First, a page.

Bottom Line: In the current study we found that the essential S. aureus protein, RnpA, catalyzes rRNA and mRNA digestion in vitro.We also found that this RnpA-inhibitor ameliorates disease in a systemic mouse infection model and has antimicrobial activity against biofilm-associated S. aureus.Taken together, these findings indicate that RnpA, either alone, as a component of the RNase P holoenzyme, and/or as a member of a more elaborate complex, may play a role in S. aureus RNA degradation and provide proof of principle for RNA catabolism-based antimicrobial therapy.

View Article: PubMed Central - PubMed

Affiliation: Department of Pathology and Microbiology, University of Nebraska Medical Center, Omaha, Nebraska, United States of America.

ABSTRACT
Methicillin-resistant Staphylococcus aureus is estimated to cause more U.S. deaths annually than HIV/AIDS. The emergence of hypervirulent and multidrug-resistant strains has further amplified public health concern and accentuated the need for new classes of antibiotics. RNA degradation is a required cellular process that could be exploited for novel antimicrobial drug development. However, such discovery efforts have been hindered because components of the Gram-positive RNA turnover machinery are incompletely defined. In the current study we found that the essential S. aureus protein, RnpA, catalyzes rRNA and mRNA digestion in vitro. Exploiting this activity, high through-put and secondary screening assays identified a small molecule inhibitor of RnpA-mediated in vitro RNA degradation. This agent was shown to limit cellular mRNA degradation and exhibited antimicrobial activity against predominant methicillin-resistant S. aureus (MRSA) lineages circulating throughout the U.S., vancomycin intermediate susceptible S. aureus (VISA), vancomycin resistant S. aureus (VRSA) and other Gram-positive bacterial pathogens with high RnpA amino acid conservation. We also found that this RnpA-inhibitor ameliorates disease in a systemic mouse infection model and has antimicrobial activity against biofilm-associated S. aureus. Taken together, these findings indicate that RnpA, either alone, as a component of the RNase P holoenzyme, and/or as a member of a more elaborate complex, may play a role in S. aureus RNA degradation and provide proof of principle for RNA catabolism-based antimicrobial therapy.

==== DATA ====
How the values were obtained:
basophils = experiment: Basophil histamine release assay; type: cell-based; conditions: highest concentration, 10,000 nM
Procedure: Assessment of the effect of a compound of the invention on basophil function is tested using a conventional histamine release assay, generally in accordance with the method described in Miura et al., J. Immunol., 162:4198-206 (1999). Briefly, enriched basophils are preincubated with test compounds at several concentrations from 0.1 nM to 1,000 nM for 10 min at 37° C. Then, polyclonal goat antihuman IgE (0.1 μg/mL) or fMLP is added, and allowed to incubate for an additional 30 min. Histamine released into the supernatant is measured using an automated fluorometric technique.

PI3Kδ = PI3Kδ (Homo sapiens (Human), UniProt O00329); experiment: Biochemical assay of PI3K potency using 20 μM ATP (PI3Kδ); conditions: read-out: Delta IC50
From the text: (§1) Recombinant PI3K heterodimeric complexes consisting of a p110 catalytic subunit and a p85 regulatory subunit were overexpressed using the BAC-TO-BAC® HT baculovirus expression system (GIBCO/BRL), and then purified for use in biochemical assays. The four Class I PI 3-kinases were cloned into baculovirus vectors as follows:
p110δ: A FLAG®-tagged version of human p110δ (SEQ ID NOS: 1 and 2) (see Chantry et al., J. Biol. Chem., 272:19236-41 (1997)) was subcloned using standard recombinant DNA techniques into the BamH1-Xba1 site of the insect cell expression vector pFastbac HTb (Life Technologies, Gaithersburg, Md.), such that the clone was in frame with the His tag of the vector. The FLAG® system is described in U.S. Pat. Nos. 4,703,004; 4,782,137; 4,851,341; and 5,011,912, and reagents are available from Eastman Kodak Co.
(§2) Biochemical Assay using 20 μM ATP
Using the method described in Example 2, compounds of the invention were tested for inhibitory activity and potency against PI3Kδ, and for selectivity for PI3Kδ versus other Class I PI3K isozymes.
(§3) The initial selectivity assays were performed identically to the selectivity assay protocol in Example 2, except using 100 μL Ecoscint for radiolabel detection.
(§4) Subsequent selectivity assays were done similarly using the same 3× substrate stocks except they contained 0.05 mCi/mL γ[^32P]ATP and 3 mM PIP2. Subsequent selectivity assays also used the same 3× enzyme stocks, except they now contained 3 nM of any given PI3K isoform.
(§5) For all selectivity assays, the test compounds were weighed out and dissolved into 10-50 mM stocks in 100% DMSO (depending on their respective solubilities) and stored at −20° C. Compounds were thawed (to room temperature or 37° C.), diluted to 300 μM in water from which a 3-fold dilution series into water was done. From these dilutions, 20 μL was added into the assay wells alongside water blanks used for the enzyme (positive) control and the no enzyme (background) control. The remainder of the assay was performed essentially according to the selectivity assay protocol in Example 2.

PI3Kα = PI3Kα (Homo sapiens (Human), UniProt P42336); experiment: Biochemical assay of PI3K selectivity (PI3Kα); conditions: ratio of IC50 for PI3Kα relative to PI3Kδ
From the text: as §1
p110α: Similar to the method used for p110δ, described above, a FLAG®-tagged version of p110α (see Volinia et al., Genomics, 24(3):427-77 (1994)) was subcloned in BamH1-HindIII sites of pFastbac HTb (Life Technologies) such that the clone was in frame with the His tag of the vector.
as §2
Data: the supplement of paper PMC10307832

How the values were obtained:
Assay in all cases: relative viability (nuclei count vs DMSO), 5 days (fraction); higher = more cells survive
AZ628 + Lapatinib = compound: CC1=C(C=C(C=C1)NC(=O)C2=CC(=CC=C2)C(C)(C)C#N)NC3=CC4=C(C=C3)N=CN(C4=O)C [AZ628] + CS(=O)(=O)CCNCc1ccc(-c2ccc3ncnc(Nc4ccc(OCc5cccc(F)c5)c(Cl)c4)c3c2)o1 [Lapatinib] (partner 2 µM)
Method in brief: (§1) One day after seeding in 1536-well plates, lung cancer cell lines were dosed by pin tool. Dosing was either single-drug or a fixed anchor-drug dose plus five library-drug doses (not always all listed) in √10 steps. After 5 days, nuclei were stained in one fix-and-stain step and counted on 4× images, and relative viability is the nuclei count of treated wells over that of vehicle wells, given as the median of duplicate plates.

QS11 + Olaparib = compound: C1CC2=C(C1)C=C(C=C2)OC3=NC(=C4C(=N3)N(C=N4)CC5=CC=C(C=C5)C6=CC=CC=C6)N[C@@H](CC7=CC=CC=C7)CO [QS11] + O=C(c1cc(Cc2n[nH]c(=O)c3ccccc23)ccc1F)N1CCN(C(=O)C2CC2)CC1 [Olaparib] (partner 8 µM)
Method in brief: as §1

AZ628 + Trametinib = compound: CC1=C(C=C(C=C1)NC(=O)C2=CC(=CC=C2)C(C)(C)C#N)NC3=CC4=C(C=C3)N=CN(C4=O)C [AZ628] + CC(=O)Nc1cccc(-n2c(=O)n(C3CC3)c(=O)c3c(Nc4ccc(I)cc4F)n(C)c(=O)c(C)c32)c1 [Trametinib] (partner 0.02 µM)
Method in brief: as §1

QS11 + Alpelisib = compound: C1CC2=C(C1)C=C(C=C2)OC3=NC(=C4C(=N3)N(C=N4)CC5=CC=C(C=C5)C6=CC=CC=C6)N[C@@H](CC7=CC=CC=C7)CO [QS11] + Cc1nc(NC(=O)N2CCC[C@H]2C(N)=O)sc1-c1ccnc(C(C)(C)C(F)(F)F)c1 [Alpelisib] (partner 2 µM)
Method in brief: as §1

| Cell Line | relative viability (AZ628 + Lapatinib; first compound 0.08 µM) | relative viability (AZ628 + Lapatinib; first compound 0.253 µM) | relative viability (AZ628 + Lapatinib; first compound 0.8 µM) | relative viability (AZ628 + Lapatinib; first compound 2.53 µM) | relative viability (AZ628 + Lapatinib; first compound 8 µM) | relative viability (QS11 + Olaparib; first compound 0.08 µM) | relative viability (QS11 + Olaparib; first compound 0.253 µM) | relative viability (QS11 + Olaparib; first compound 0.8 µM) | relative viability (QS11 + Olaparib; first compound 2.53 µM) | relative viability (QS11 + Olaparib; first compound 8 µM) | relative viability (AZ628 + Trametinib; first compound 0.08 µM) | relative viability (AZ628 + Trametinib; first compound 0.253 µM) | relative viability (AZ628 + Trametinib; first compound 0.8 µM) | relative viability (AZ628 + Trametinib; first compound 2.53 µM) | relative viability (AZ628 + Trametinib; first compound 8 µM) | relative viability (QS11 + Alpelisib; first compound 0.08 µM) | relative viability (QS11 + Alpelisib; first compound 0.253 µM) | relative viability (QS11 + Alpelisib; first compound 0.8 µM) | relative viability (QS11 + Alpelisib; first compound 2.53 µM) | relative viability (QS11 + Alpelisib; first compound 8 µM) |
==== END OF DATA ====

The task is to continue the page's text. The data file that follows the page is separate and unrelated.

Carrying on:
Show MeSH
Related in: MedlinePlus